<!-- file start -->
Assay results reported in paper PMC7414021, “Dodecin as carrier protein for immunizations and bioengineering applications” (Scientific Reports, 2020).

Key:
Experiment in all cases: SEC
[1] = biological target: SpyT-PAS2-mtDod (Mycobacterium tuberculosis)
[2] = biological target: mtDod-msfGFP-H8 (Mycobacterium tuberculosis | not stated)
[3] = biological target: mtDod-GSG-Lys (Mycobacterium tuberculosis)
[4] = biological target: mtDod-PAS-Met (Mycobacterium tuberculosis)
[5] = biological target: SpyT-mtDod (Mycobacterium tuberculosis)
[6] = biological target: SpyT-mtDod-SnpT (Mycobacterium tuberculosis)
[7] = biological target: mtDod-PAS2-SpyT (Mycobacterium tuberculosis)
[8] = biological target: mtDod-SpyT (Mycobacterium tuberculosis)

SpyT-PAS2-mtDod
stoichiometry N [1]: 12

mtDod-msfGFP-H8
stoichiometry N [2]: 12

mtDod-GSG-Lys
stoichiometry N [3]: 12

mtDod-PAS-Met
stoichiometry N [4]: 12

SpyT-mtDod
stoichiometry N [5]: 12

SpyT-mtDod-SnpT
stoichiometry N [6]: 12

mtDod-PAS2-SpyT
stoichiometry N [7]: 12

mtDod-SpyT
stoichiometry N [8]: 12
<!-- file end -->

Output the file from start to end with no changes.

Assay results reported in paper PMC7414021, “Dodecin as carrier protein for immunizations and bioengineering applications” (Scientific Reports, 2020).

Key:
Experiment in all cases: SEC
[1] = biological target: SpyT-PAS2-mtDod (Mycobacterium tuberculosis)
[2] = biological target: mtDod-msfGFP-H8 (Mycobacterium tuberculosis | not stated)
[3] = biological target: mtDod-GSG-Lys (Mycobacterium tuberculosis)
[4] = biological target: mtDod-PAS-Met (Mycobacterium tuberculosis)
[5] = biological target: SpyT-mtDod (Mycobacterium tuberculosis)
[6] = biological target: SpyT-mtDod-SnpT (Mycobacterium tuberculosis)
[7] = biological target: mtDod-PAS2-SpyT (Mycobacterium tuberculosis)
[8] = biological target: mtDod-SpyT (Mycobacterium tuberculosis)

SpyT-PAS2-mtDod
stoichiometry N [1]: 12

mtDod-msfGFP-H8
stoichiometry N [2]: 12

mtDod-GSG-Lys
stoichiometry N [3]: 12

mtDod-PAS-Met
stoichiometry N [4]: 12

SpyT-mtDod
stoichiometry N [5]: 12

SpyT-mtDod-SnpT
stoichiometry N [6]: 12

mtDod-PAS2-SpyT
stoichiometry N [7]: 12

mtDod-SpyT
stoichiometry N [8]: 12